The 1970s punk movement gave birth to some important bands, but none were more important than The Clash. They pushed and broke musical boundaries, while fusing musical experimentation with a socio-political conscience and it's hard to think of a band before or since that have exerted such universal influence.
Their passionate, political agenda continues to inspire new fans and musicians alike. Indeed, the issues The Clash tackled are as relevant today as they were in the late '70s/early '80s. Dubbed "the only band that matters" in their heyday, the same could be said almost 40 years later.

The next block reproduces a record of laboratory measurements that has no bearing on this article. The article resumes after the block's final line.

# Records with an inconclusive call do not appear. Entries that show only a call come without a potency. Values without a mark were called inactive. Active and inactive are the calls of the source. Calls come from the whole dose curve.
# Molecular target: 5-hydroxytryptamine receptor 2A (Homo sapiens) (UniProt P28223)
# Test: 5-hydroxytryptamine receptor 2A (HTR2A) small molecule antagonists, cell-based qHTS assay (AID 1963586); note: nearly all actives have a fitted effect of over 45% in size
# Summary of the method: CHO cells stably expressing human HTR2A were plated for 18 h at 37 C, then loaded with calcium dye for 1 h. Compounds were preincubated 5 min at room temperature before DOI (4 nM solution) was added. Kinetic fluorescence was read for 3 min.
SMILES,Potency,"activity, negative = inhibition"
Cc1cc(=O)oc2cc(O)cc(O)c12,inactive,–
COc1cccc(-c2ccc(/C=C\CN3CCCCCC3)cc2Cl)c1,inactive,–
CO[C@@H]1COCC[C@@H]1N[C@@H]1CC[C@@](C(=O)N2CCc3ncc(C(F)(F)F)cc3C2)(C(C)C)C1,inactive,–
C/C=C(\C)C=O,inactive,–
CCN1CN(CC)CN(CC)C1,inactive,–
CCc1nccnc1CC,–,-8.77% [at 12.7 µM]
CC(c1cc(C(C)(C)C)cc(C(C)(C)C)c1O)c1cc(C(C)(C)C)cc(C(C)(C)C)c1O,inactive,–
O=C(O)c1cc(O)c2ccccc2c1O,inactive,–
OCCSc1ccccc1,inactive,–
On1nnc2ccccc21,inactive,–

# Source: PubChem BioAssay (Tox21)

The Clash's self-titled debut was the first major punk record to be released in the UK. It was later released in the US on July 23rd 1979. Iconic artwork, alongside themes of Britain’s disaffected youth, unemployment, drugs, rioting and oppressive policing acted as a blueprint for the burgeoning punk genre. The album's cover version of Junior Murvin's "Police & Thieves" established an early connection between punk and militant reggae music.